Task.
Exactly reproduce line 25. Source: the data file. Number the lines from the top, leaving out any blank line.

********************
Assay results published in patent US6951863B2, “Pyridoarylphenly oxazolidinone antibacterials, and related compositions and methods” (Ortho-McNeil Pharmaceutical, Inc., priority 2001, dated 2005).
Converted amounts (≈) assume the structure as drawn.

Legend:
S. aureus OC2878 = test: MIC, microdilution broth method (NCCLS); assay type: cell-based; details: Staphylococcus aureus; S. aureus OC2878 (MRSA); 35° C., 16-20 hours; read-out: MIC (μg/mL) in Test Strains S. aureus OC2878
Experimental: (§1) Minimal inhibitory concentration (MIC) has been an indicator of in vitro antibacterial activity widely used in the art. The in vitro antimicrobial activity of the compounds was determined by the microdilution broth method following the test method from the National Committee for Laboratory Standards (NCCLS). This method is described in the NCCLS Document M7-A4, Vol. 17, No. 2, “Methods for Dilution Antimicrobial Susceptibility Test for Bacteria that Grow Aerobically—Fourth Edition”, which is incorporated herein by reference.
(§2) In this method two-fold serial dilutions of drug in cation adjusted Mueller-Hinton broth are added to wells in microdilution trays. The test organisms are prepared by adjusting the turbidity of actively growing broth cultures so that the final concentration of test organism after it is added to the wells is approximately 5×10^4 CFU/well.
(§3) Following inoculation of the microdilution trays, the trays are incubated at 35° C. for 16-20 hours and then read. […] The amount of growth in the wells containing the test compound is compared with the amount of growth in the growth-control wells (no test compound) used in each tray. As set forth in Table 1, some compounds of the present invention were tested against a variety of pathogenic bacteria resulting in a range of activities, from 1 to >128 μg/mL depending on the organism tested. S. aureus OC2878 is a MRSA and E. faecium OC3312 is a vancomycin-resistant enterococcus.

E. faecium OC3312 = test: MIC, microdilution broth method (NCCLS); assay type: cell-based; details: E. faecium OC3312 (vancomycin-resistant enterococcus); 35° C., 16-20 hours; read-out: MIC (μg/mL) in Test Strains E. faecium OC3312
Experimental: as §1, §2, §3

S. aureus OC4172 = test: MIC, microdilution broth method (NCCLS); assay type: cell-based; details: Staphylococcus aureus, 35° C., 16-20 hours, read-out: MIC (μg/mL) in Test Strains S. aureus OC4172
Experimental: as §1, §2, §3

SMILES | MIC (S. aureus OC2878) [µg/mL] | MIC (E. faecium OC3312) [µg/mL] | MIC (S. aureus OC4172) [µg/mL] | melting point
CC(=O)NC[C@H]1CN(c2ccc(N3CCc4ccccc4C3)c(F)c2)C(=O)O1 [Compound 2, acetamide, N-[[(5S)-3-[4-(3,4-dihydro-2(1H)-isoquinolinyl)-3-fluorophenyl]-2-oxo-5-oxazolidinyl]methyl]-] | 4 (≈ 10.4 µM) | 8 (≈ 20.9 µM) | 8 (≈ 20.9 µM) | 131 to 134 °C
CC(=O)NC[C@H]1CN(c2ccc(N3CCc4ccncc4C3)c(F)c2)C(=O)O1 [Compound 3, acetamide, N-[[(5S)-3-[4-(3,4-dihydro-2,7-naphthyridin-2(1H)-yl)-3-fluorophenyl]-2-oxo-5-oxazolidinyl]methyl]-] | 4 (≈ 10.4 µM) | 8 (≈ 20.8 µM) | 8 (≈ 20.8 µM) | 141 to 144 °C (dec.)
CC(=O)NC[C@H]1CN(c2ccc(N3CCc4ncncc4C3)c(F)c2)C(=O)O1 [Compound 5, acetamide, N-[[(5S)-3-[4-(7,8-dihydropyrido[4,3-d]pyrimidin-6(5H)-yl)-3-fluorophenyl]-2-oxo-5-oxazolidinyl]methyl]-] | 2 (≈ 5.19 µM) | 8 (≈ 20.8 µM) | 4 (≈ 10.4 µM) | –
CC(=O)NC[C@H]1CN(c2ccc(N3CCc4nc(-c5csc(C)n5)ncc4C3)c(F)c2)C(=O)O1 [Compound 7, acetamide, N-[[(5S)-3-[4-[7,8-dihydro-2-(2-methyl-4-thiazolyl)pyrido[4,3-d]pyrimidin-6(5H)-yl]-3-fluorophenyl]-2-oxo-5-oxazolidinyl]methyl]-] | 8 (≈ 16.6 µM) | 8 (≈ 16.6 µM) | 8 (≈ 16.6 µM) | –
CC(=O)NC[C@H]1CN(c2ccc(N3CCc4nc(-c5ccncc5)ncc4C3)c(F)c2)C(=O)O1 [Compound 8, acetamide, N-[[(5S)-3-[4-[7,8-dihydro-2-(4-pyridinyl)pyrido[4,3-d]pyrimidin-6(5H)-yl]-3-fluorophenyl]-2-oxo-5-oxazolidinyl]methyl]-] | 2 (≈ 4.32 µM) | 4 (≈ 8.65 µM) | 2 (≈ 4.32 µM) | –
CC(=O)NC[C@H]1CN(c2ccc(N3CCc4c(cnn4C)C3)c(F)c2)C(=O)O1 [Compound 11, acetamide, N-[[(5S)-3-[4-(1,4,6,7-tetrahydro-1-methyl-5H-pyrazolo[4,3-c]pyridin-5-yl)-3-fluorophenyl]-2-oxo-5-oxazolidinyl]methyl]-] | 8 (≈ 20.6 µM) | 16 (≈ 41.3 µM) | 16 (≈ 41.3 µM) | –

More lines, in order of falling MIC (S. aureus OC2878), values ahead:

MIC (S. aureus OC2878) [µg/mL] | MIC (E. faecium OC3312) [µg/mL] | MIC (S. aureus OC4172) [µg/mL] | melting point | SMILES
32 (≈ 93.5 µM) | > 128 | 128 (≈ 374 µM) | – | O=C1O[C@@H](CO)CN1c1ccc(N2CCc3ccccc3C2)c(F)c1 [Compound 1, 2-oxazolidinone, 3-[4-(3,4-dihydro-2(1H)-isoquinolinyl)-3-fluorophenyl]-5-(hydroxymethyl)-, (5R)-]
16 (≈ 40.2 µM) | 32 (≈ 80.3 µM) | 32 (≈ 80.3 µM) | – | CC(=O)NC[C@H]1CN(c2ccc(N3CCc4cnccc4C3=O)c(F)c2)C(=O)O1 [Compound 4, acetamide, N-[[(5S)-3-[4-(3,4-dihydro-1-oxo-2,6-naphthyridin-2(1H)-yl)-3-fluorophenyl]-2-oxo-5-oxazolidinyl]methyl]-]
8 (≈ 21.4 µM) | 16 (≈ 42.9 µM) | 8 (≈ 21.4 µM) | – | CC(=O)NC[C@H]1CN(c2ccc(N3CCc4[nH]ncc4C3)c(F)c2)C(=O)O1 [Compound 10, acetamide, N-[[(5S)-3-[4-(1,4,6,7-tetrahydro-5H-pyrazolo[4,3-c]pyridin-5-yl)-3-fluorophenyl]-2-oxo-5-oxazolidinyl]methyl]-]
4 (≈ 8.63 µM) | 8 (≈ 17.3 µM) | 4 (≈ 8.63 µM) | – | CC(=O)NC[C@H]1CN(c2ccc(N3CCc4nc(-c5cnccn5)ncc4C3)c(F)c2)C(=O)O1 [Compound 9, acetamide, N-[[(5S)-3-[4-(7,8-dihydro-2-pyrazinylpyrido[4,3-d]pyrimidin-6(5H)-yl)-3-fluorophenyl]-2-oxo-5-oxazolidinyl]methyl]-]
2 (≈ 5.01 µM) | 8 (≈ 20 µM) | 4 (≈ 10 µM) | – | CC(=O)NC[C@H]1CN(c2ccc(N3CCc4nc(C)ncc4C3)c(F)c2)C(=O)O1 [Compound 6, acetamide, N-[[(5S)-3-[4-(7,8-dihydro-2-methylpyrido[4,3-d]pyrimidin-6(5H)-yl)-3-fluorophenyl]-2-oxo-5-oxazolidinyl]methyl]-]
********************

2 (≈ 5.01 µM) | 8 (≈ 20 µM) | 4 (≈ 10 µM) | – | CC(=O)NC[C@H]1CN(c2ccc(N3CCc4nc(C)ncc4C3)c(F)c2)C(=O)O1 [Compound 6, acetamide, N-[[(5S)-3-[4-(7,8-dihydro-2-methylpyrido[4,3-d]pyrimidin-6(5H)-yl)-3-fluorophenyl]-2-oxo-5-oxazolidinyl]methyl]-]